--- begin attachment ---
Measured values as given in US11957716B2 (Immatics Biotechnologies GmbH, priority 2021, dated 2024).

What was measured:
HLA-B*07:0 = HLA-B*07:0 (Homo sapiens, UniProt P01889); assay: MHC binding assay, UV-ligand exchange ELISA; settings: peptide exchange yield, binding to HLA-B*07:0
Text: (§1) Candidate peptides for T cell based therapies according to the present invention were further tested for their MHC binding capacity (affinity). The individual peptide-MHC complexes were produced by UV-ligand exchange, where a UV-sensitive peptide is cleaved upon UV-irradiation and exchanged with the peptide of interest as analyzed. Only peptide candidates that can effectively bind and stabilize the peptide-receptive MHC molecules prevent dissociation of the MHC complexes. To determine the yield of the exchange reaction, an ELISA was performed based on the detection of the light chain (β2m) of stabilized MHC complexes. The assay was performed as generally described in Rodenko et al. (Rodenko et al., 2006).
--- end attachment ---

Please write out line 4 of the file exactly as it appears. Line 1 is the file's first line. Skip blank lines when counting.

Text: (§1) Candidate peptides for T cell based therapies according to the present invention were further tested for their MHC binding capacity (affinity). The individual peptide-MHC complexes were produced by UV-ligand exchange, where a UV-sensitive peptide is cleaved upon UV-irradiation and exchanged with the peptide of interest as analyzed. Only peptide candidates that can effectively bind and stabilize the peptide-receptive MHC molecules prevent dissociation of the MHC complexes. To determine the yield of the exchange reaction, an ELISA was performed based on the detection of the light chain (β2m) of stabilized MHC complexes. The assay was performed as generally described in Rodenko et al. (Rodenko et al., 2006).